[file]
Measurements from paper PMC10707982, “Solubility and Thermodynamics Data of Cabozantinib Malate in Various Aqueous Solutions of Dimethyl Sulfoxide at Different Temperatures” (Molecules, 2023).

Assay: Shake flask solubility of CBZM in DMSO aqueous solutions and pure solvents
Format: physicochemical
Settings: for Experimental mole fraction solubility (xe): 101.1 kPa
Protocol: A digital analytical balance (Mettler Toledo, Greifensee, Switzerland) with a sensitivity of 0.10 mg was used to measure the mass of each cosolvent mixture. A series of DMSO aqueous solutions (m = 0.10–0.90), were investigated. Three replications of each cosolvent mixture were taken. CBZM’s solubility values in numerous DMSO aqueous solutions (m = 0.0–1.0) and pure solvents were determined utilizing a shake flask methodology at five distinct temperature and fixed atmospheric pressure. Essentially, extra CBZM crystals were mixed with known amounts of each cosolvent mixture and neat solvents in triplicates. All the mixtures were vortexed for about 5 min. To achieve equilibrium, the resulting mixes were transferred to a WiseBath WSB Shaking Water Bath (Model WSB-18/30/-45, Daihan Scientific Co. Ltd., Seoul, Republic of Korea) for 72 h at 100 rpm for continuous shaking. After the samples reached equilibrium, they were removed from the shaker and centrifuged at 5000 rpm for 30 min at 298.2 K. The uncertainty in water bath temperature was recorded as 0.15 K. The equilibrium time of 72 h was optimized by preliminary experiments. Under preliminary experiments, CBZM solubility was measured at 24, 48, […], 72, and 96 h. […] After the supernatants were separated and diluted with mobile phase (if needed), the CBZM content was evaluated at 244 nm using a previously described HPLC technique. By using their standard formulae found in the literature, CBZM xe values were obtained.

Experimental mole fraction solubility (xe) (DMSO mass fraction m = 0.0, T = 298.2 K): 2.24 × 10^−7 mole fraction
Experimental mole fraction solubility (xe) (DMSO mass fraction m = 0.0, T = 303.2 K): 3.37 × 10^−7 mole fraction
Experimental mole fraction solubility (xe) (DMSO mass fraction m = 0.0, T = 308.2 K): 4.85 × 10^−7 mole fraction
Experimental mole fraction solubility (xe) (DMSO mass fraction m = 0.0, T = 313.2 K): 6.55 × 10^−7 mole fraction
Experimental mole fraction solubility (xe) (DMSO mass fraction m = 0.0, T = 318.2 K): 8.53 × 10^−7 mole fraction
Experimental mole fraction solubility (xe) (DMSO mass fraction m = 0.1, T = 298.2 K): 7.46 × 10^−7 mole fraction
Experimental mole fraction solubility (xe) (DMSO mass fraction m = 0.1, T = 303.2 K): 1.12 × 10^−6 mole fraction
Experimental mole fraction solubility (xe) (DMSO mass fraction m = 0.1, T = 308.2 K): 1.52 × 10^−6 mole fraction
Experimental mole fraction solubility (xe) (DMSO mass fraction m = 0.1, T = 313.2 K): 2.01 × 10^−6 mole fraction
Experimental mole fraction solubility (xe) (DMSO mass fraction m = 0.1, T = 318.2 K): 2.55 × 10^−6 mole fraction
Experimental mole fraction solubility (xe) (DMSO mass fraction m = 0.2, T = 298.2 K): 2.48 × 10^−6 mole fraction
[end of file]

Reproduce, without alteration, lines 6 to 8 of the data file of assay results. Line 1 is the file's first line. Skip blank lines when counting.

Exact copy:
Experimental mole fraction solubility (xe) (DMSO mass fraction m = 0.0, T = 298.2 K): 2.24 × 10^−7 mole fraction
Experimental mole fraction solubility (xe) (DMSO mass fraction m = 0.0, T = 303.2 K): 3.37 × 10^−7 mole fraction
Experimental mole fraction solubility (xe) (DMSO mass fraction m = 0.0, T = 308.2 K): 4.85 × 10^−7 mole fraction